This section is from the book "The Botanical Magazine; Or, Flower-Garden Displayed", by William Curtis. Also available from Amazon: The Botanical Magazine; or, Flower-Garden Displayed, Volume I.
Lobelia Surinamensis. Shrubby Lobelia
Cal. 5-fidus. Cor. 1-petala, irregularis. Caps. infera, 2 sive 3-locularis.
LOBELIA surinamensis caule suffruticoso, foliis oblongis glabris serratis, floribus axillaribus pedunculatis. Ait. Kew. V. 3. p. 498. Sp. Pl. 1320.
LOBELIA laevigata foliis ellipticis serratis glabris, capsulis grossis globosis, calycibus subulatis, corollis glaberrimis. Linn. Suppl. p. 392.
The Lobelia surinamensis, a plant newly introduced here, is minutely described in the Suppl. Pl. of the younger Linnaeus, under the name of laevigata, apparently from the smoothness of its flowers: in the year 1786, Mr. Alexander Anderson sent this plant to the Royal Garden at Kew, from the West-Indies, where it grows spontaneously, as well as at Surinam; and Mr. Aiton has inserted it at the end of the Hort. Kew. assigning to it a new specific description, and a new trivial name: our drawing was made from a plant which flowered in the stove of Messrs. Grimwood and Co. Kensington, to whom it was imparted by Richard Molesworth, Esq. of Peckham, a gentleman liberal in his communications, and anxious to promote the cause of Botany.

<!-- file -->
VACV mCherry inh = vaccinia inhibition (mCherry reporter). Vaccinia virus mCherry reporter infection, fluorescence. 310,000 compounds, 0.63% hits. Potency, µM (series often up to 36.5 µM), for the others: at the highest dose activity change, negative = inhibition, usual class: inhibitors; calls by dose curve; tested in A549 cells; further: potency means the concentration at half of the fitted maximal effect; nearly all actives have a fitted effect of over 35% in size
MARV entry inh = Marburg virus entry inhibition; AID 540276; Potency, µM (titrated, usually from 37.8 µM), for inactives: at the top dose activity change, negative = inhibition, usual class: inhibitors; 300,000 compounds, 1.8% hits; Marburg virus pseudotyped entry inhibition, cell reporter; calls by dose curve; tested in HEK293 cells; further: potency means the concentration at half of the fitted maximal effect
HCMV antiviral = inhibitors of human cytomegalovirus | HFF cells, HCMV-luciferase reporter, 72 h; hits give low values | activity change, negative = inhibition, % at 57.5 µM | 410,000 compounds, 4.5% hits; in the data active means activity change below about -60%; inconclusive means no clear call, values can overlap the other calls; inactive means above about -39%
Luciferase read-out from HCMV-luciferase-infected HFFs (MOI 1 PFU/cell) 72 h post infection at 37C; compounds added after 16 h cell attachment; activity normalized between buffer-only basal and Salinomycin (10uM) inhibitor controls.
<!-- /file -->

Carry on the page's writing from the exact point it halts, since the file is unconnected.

This species of Lobelia is a stove plant, having a some-*what shrubby stalk, growing to the height of several feet; its blossoms are very large, of a pale red colour, and its Antherae, which might be mistaken for the stigma, unusually hairy.
It begins to flower in January and February, and continues to blossom during most of the summer.
Is increased by cuttings.